June 3rd 2020: AWSensors is pleased to announce the release of its new Technology Note on Quartz Crystal Microbalance with Dissipation entitled “AWSensors QCMD“.

Summary of the Note

Advanced Wave Sensors is a company that designs, develops, and manufactures ultra-sensitive sensing systems based on the quartz crystal microbalance with dissipation (QCMD) measurement technology. In this Note the technology basics are explained.



At the core of the QCMD technology is a piezoelectric resonator, typically made of quartz, that is excited to oscillate at its resonance frequency in the thickness-shear mode by applying an alternating current through the electrodes deposited on its surface.

With the resonator oscillating in the thickness shear mode, its two surfaces move in the opposite directions, as indicated by the arrows in Figure 2. The wavelength of the shear wave, λ, is therefore twice the thickness of the sensor, λ = 2d . Because λf = c , where c = √(Gq/rhoq) , is the speed of shear sound in the material and f is the frequency, the resonance frequency of such a resonator is given by fn = nc/2d = (n/2d) √(Gq/rhoq), where Gq is the shear modulus of quartz, rhoq is its density, and n is the (odd) overtone order. The same expression may be derived formally by solving the equations describing the propagation of shear waves in elastic media subject to appropriate boundary conditions, as discussed in ref. 1. Plugging in 29×109 Pa for the shear modulus of AT quartz and 2650 kg/m3 for the density, one obtains a frequency of ~ 5 MHz for a thickness of ~ 330 um at the fundamental, where n = 1.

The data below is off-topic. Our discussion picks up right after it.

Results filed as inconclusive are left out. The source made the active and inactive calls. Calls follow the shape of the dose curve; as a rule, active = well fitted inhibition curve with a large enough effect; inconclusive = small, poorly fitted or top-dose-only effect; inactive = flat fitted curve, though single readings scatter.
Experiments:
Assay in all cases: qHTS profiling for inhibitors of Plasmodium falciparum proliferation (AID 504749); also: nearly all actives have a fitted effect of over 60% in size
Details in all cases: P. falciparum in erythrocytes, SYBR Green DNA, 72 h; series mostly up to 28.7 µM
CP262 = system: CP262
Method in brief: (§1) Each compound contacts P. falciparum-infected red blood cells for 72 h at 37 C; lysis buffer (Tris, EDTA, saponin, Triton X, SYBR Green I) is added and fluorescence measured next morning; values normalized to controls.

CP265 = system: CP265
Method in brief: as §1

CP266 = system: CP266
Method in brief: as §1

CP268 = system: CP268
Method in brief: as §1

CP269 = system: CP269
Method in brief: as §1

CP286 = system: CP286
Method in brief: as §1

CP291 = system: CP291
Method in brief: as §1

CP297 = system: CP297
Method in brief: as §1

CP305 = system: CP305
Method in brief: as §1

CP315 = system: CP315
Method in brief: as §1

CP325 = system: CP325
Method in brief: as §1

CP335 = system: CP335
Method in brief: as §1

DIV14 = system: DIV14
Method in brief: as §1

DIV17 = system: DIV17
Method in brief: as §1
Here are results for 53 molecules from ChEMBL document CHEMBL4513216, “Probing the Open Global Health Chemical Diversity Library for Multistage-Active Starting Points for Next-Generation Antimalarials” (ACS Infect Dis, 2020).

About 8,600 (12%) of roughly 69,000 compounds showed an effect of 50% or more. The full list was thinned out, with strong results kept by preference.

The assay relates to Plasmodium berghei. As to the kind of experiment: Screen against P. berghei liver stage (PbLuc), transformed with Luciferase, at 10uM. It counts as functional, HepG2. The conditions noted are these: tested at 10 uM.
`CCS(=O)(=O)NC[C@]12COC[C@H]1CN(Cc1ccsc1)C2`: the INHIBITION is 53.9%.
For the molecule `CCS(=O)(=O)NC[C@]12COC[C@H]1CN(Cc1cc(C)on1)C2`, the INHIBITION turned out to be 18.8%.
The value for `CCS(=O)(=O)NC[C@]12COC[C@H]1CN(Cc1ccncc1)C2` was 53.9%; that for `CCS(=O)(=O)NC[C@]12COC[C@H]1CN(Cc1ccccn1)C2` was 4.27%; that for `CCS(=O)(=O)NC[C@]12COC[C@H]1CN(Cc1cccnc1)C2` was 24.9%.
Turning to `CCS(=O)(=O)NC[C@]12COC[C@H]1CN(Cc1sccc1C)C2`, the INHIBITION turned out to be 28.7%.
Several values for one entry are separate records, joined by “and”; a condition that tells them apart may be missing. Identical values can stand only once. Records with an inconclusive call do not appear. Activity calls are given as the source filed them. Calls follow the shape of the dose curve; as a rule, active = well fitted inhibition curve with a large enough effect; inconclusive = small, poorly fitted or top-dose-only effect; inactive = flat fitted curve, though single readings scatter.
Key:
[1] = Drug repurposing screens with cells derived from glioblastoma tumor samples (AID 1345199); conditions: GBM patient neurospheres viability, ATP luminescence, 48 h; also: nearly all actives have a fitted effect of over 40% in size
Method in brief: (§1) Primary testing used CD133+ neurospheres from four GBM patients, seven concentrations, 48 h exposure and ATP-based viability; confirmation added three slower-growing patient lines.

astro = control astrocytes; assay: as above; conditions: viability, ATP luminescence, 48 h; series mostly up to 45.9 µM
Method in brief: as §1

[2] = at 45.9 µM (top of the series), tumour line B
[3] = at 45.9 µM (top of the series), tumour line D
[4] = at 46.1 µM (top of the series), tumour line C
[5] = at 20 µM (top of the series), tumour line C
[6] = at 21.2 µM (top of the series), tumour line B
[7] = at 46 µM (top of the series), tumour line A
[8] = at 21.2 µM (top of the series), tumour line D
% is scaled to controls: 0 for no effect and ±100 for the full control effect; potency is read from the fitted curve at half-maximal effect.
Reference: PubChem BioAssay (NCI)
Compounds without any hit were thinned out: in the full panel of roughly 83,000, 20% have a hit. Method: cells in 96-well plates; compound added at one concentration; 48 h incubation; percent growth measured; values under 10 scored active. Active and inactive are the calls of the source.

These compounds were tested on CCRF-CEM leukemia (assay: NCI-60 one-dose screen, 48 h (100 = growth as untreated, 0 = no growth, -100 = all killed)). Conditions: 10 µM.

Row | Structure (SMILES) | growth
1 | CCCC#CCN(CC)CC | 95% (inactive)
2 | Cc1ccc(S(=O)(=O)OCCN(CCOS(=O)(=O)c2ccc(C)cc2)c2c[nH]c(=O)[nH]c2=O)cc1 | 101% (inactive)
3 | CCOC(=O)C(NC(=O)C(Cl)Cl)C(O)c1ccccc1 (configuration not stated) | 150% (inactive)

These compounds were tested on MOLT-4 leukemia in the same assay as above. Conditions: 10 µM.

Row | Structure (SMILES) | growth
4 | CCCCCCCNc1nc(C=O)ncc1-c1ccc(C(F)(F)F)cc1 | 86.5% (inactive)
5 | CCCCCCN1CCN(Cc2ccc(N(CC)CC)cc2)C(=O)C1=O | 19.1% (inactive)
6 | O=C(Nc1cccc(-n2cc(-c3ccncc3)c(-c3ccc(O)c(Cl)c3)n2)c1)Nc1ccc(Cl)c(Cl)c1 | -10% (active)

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Other References

QCMD: What is it?

QCMD stands for Quartz crystal microbalance (QCM) with dissipation measurements (QCMD) and is a sensing technique that relies on measuring resonance properties (resonance frequency and quality factor) of piezoelectric resonators, or sensors. Learn more.

QCMD: What it is used for?

QCMD measurements can be used to measure minute changes in sensor mass, arising, for example, from the deposition of a thin film on the surface of the sensor, as well as other properties of such films (e.g., viscoelasticity), or to monitor the properties of the environment of the sensor (liquid or gas).